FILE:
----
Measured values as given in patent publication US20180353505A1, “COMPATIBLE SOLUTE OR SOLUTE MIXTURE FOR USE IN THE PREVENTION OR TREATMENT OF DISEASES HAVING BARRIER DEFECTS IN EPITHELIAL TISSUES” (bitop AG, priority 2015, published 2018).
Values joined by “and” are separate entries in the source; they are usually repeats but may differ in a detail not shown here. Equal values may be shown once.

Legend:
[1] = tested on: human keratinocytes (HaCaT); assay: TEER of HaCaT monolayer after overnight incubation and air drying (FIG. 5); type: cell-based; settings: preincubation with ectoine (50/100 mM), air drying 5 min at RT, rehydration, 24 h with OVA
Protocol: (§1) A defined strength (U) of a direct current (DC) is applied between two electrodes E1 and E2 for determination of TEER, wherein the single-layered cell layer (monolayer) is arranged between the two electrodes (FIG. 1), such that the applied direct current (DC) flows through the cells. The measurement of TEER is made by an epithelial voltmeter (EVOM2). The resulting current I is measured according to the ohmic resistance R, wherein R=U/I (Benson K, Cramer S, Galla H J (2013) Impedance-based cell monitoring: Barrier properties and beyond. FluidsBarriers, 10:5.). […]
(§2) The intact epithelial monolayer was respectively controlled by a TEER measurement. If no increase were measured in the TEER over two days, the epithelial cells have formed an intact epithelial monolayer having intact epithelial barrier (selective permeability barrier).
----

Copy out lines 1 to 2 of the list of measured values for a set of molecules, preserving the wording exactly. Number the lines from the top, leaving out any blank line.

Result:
Measured values as given in patent publication US20180353505A1, “COMPATIBLE SOLUTE OR SOLUTE MIXTURE FOR USE IN THE PREVENTION OR TREATMENT OF DISEASES HAVING BARRIER DEFECTS IN EPITHELIAL TISSUES” (bitop AG, priority 2015, published 2018).
Values joined by “and” are separate entries in the source; they are usually repeats but may differ in a detail not shown here. Equal values may be shown once.